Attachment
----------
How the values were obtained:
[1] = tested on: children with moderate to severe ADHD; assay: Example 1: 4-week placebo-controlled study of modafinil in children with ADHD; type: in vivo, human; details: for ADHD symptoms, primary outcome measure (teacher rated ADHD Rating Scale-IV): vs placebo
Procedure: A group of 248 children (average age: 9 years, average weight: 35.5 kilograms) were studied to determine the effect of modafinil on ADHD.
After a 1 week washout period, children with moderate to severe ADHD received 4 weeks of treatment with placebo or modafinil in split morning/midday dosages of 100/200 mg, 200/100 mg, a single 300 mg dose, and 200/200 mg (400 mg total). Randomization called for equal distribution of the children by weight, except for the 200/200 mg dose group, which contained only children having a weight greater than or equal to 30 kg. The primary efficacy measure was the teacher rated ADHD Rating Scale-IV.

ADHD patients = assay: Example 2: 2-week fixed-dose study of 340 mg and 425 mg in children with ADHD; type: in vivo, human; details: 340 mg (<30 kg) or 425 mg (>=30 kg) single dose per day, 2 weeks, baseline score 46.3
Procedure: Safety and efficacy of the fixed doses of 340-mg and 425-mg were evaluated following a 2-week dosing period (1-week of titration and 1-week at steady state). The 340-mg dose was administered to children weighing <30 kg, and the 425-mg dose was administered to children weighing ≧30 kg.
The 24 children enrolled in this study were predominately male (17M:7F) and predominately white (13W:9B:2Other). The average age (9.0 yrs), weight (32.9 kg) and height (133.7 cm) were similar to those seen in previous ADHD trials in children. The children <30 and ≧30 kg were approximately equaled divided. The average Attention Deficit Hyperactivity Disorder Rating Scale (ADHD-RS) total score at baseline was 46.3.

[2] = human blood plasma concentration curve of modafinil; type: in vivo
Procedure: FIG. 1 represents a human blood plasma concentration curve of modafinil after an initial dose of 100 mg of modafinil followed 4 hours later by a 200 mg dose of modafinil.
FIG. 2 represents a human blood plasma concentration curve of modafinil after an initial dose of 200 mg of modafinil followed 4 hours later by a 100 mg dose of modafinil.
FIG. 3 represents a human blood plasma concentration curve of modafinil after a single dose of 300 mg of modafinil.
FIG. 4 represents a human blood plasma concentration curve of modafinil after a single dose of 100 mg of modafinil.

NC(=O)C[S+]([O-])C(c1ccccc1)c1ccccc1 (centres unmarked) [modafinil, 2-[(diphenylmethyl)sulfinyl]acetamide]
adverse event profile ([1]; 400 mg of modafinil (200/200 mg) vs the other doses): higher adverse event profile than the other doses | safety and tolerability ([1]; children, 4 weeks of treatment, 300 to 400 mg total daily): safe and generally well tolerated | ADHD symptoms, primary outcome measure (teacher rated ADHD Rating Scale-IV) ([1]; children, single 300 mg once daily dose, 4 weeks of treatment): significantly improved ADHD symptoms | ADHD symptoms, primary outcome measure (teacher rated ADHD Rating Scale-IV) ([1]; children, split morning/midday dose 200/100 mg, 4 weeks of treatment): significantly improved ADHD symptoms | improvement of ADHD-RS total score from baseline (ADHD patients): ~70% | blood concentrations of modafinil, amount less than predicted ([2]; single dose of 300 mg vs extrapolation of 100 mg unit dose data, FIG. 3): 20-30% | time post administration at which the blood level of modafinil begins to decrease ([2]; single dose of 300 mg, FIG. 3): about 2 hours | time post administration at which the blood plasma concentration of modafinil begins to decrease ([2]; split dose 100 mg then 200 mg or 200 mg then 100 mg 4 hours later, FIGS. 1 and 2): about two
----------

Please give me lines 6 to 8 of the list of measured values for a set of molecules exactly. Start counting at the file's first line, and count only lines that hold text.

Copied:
Procedure: Safety and efficacy of the fixed doses of 340-mg and 425-mg were evaluated following a 2-week dosing period (1-week of titration and 1-week at steady state). The 340-mg dose was administered to children weighing <30 kg, and the 425-mg dose was administered to children weighing ≧30 kg.
The 24 children enrolled in this study were predominately male (17M:7F) and predominately white (13W:9B:2Other). The average age (9.0 yrs), weight (32.9 kg) and height (133.7 cm) were similar to those seen in previous ADHD trials in children. The children <30 and ≧30 kg were approximately equaled divided. The average Attention Deficit Hyperactivity Disorder Rating Scale (ADHD-RS) total score at baseline was 46.3.

[2] = human blood plasma concentration curve of modafinil; type: in vivo